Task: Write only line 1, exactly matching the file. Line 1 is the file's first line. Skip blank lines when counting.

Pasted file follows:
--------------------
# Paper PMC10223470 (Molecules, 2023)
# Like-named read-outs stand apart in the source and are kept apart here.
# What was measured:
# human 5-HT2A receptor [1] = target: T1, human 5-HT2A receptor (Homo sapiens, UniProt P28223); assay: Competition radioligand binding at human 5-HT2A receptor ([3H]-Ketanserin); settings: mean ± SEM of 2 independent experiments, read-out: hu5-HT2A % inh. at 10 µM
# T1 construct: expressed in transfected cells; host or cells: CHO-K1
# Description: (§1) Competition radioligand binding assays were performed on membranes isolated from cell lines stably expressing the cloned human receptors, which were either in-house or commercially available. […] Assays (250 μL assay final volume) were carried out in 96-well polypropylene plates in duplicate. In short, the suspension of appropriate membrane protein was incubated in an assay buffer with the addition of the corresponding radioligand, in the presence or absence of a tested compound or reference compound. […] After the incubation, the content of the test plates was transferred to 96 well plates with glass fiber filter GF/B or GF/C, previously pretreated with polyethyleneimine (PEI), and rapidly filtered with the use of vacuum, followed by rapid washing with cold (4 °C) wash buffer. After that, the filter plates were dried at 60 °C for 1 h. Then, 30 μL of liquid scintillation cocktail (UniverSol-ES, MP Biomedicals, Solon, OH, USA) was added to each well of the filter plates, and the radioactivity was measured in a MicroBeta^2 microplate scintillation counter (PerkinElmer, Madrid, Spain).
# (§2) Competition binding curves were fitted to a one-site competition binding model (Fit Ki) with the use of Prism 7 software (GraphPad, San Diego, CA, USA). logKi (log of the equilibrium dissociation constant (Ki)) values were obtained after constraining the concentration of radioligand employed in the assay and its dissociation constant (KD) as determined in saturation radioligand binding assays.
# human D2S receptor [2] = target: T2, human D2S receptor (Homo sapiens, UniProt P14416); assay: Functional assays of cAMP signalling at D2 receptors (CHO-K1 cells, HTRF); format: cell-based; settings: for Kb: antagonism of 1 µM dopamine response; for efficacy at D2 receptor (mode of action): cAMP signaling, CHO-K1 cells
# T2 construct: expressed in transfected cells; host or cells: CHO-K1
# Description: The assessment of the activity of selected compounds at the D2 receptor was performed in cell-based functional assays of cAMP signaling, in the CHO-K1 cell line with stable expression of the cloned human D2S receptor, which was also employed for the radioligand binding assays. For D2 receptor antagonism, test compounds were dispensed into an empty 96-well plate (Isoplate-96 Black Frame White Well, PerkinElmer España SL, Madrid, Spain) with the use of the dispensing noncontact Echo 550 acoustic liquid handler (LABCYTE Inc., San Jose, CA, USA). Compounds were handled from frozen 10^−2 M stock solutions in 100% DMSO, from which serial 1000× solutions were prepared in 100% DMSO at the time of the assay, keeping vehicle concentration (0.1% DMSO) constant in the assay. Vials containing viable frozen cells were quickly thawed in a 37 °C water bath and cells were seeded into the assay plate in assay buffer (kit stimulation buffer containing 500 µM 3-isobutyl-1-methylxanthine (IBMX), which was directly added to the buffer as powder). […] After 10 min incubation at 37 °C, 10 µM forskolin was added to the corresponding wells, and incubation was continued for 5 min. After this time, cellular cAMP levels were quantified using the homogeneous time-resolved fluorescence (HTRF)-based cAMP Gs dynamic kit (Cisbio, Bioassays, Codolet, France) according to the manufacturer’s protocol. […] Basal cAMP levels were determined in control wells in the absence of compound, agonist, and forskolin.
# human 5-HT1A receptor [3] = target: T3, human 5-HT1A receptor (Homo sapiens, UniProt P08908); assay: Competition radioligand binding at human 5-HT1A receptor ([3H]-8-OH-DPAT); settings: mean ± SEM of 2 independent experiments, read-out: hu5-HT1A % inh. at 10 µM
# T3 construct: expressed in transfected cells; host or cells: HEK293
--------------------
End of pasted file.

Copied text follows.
# Paper PMC10223470 (Molecules, 2023)